The previous night (I wasn’t there at the time), a pregnant woman came in and ordered a bag of chips, she paid for it with a £20 and in this case the note was real, and £18.70 or something around that value was paid back as change by my mum. Later that evening however a man came in and brandished a £10 going “my wife just came in and ordered a bag of chips, you gave her a fake £10 note.”

He demanded a refund for the chips (but from my dad’s account actually specifically demanded for the return of the £20 that his wife used to buy the bag of chips), he then accused my mum of being a liar, said that the shop was conning them out of money, demanded to see our CCTV footage and even threatened to call the police. He then left and said that he will bring the bag of chips back for a refund. He never came back.

Customer Encounters #15 – Usual?

It’s nice when you frequent a place so often that the person behind the counter knows what you’re going to order before you even say it, and it does make you feel a bit special

I used to work for in Westminster and every week I would go into the Starbucks near the station and order a caramel macchiato. One day I went in, quickly popped into the loos, came out and decided to order something different until the guy behind the counter pulled out a cup and said “I just prepared your usual” (”ooooh the Starbucks guy fancies you!” Squealed my friend).

Like every takeaway we have our regulars, and I’d say about 80% of the time they will order the same thing over and over again. 

Rob always orders a king prawn chow mein, chicken with cashew nuts and egg fried rice. Judy always has a king prawn curry with egg fried rice. Lucy always wants the special chow mein without beansprouts, green beans and pork and so on and so forth.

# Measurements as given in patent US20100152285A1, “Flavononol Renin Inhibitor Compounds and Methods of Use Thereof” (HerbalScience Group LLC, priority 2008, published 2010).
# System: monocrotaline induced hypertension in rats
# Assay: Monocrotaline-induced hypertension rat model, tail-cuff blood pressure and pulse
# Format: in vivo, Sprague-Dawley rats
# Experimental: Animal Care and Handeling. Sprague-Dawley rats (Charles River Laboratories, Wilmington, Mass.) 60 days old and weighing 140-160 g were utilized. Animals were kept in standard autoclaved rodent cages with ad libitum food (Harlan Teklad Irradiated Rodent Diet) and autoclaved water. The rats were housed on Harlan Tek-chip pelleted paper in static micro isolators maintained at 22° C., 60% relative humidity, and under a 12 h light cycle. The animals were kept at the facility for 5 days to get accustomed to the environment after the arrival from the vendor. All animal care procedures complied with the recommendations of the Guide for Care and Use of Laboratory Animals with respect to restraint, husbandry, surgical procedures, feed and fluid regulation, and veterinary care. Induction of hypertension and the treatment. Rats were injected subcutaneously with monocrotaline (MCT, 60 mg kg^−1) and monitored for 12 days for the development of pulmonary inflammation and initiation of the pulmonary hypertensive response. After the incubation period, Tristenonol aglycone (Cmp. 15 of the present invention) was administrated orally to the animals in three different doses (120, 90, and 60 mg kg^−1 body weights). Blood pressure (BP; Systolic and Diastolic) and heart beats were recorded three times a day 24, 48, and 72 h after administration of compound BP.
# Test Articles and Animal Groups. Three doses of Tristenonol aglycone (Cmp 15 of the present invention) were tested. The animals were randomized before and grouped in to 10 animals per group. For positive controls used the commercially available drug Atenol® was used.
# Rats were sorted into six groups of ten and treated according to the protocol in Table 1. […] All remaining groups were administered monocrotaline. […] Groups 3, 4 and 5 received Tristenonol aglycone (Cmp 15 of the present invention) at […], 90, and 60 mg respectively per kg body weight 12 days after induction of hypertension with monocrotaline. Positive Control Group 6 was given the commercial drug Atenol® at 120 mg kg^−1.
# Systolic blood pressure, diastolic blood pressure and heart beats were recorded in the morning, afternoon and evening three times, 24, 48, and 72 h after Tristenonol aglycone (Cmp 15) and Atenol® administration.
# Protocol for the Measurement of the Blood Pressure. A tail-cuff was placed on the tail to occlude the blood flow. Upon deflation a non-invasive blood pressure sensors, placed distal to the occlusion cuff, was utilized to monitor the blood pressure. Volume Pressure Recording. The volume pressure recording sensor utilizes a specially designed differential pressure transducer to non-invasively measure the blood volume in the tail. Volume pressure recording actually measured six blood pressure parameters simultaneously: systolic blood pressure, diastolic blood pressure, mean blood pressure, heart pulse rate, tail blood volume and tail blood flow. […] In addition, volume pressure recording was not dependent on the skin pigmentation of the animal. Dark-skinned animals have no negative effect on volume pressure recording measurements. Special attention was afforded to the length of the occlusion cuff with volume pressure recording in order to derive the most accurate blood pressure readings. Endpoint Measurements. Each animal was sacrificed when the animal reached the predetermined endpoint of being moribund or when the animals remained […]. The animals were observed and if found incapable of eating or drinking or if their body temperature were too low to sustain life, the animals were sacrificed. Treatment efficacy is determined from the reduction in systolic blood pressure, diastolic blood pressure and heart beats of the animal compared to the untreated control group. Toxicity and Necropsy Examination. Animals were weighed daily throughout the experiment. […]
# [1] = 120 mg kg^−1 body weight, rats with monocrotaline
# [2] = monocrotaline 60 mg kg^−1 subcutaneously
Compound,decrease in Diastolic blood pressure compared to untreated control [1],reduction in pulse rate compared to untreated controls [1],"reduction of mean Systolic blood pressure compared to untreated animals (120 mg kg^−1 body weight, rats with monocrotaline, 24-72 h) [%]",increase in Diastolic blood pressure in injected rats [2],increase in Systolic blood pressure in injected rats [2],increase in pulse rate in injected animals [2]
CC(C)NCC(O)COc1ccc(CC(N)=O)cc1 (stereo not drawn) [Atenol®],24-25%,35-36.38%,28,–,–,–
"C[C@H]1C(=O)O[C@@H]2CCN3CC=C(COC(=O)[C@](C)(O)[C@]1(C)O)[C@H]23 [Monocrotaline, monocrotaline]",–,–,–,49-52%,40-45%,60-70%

The funny thing is that the “usual” orders I normally forget are from the people who expect you to remember what their usual is, and when I don’t remember it makes me feel awful, but at the same time you cannot help but feel somewhat irritated that they somehow feel special. “How dare you forget my usual? Don’t you know who I am?” their expression will read once they register the blank look on my face.

It even happens over the phone, some people even get offended that I sometimes can’t remember their usual based on the sound of their voice.

The only reason why I forget someone’s usual is because I see God knows how many faces at any one time in the takeaway that I often forget. The main reason really is the fact that I don’t work at the takeaway every day, only the weekends, and whenever a customer asks me for a usual it normally is because the days they normally come in are the days when I’m not actually there on shift.

Last night we had a guy who came in, don’t know what his  name is, but let’s just call him Ian for now. Ian had a worn out tracksuit with a baseball cap sporting a logo of some form, grey stubble and looked quite tired.

I served Ian before probably a month or so ago, and that was the first time I served him. He just simply said “usual”. I just looked at him blankly and said “sorry?”

“You don’t know what I want do you?”

He then realised he was confusing me for my mum who normally knows what Ian’s regular is. He then asked for my mum to serve him instead because she knows what he wants. I’m kinda stuck here because mum has her hands tied preparing the order of another customer, so I can’t exactly pull her away from the kitchen.

But he was so adamant that my mum serve him that he wouldn’t even tell me what his regular was – which was spare ribs with sauce, two pancake rolls and king prawn on skewers, the latter item is something we don’t have on the menu.

Another customer, also carried about him this air of self importance and “don’t you know who I am?”-ness. We’ll call him Keith. The first time I served Keith he did the same thing and assumed I knew what he was going to order the minute he walked into the door and spent a lot of time giving me a weird look when I didn’t know what his usual was. After a few minutes he eventually told me he wanted a spicy king prawn fried rice.

“That’s £5.50.” I said.

He tossed a £5 note onto the table.

I asked where the 50p was and he gave me a strange look and simply said he always paid £5 for his order. I went back in feeling slightly confused and discovered that my mum offered it to him for £5. She would just give him fewer prawns.